‘Vile sectarian abuse’ directed at loyalist bandsman’s children
The online sectarian abuse of a loyalist band member and his young sons has been condemned by Northern Ireland’s justice minister as “completely vile and unacceptable”.
Naomi Long said she believed the comments on posted Twitter at the weekend are severe enough to justify police attention.
The band member had posted an image of himself with his two young sons in band uniform – aged 10 and two – along with the message: “The definition of tradition: the transmission of customs and beliefs from generation to generation.”
He was then subjected to a tirade of abuse that included one person who said: “Might be 3 but he’s still a little orange ****. Hope his lodge burns down and if they 3 are in it, well that’s just a bonus”.
Having posted those abusive comments under the username Martin Lee, that account now appears to have been deleted or suspended.
It is understood the bandsman, a member of the South Belfast Young Conquerors, is considering reporting the incident to police as a sectarian hate crime.
Naomi Long tweeted her disgust at the Martin Lee message.
She said: “Completely vile and unacceptable sectarian abuse. There is no place for this kind of hatred in our community.
“I hope the account has been reported, not only to Twitter but to the police.”
Other abuse followed, including one person who said: “You are a terrible parent. You should be ashamed of yourself teaching your sons to be a bigot”.
Another said: “What a grotesque image.”
Responding to the abuse of the bandsman and his sons, east Belfast loyalist Moore Holmes said he has concerns about the “culture of unaccountability” on sites such as Twitter.
“A pile on of disgusting hate-filled bigotry descended upon a Loyalist for sharing a picture of himself & his children at a band parade.
“This culture of unaccountability on social media needs challenged”.
Another loyalist social media account – Her Loyal Voice – tweeted: “We all need to work towards ending anti-PUL (Protestant/unionist/loyalist) bigotry. It is quite simply sectarianism.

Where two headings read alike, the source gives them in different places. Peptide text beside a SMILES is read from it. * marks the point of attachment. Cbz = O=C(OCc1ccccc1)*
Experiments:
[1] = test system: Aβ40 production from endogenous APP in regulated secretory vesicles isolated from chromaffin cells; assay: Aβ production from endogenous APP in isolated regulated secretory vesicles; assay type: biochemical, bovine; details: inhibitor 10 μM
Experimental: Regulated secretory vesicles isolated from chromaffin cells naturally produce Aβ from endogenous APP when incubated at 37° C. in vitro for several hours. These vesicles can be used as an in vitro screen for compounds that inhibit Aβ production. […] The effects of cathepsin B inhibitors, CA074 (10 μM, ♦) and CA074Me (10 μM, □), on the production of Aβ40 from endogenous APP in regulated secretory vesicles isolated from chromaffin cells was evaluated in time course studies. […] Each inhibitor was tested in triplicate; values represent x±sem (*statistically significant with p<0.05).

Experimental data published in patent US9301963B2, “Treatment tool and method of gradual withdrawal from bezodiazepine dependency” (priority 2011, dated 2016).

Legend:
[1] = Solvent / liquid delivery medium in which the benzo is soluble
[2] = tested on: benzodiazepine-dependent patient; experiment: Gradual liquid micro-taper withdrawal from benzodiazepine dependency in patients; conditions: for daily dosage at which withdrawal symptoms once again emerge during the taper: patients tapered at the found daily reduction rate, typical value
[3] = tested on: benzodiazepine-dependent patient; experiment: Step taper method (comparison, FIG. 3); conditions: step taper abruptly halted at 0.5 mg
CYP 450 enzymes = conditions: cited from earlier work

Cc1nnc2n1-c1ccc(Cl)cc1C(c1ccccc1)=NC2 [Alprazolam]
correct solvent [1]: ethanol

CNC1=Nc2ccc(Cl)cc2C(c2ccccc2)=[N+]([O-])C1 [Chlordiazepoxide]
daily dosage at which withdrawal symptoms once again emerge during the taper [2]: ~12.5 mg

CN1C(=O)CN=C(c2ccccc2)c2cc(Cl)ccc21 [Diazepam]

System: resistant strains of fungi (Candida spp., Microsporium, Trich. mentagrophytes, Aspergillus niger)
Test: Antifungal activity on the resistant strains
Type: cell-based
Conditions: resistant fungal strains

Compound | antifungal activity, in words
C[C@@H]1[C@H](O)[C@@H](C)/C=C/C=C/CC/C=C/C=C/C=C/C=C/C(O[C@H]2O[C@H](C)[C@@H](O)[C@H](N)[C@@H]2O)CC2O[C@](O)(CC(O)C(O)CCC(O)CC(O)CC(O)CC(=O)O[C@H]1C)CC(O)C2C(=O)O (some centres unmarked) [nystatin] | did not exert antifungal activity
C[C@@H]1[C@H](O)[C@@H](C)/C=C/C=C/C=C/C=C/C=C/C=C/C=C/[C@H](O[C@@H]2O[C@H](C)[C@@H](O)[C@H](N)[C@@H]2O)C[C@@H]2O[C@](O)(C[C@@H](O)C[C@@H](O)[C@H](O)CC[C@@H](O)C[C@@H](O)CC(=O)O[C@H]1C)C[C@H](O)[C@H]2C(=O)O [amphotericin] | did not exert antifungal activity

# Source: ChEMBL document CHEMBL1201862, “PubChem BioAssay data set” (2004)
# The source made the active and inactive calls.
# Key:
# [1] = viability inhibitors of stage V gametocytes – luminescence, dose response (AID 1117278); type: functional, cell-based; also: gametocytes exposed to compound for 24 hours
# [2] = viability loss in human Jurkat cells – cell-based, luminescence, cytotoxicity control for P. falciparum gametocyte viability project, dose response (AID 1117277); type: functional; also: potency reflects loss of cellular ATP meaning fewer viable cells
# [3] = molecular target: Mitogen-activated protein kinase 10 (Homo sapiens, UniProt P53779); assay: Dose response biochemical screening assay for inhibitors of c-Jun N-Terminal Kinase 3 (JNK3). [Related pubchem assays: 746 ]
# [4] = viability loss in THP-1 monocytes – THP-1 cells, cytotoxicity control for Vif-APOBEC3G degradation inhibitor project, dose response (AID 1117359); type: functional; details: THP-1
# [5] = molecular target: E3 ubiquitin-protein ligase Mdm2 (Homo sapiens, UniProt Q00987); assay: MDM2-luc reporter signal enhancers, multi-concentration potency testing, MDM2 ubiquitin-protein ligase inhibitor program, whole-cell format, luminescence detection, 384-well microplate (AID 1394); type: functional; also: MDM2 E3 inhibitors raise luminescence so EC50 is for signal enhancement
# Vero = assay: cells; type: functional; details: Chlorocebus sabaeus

“It’s time to describe the hate we are experiencing, define it and push back against it by labelling those who perpetrate it.”
Patrick Corrigan of Amnesty International NI described the abuse as “vile” and “sickening”.
Alliance councillor Emmet McDonough-Brown tweeted his response, saying: “That’s appallingly bigoted – what an anti-human thing to say.”
His party colleague, Castlereagh councillor Sharon Lowry described the Twitter abuse as “pure evil”.
Cllr Lowry said:“This is absolutely vile. People should be free to participate in their culture without this disgusting sectarian abuse and aimed at a little boy too. Pure evil.”
Among the hundreds of responses the abuse generated, many were from nationalists.
One said: “He doesn’t represent nationalists who are utterly appalled by that tweet #notinmyname.”
Another added: “No one should be wishing death on another, regardless of background, ever.”
A PSNI spokeswoman said: “Police received a report around 5.20pm on Monday 14 June relating to comments made on a social media platform and enquiries are ongoing.”
Earlier, the PSNI said: “Police would also take this opportunity to remind social media users that they are personally responsible for the content they post on social media and should be mindful of the potential for committing a criminal offence.”
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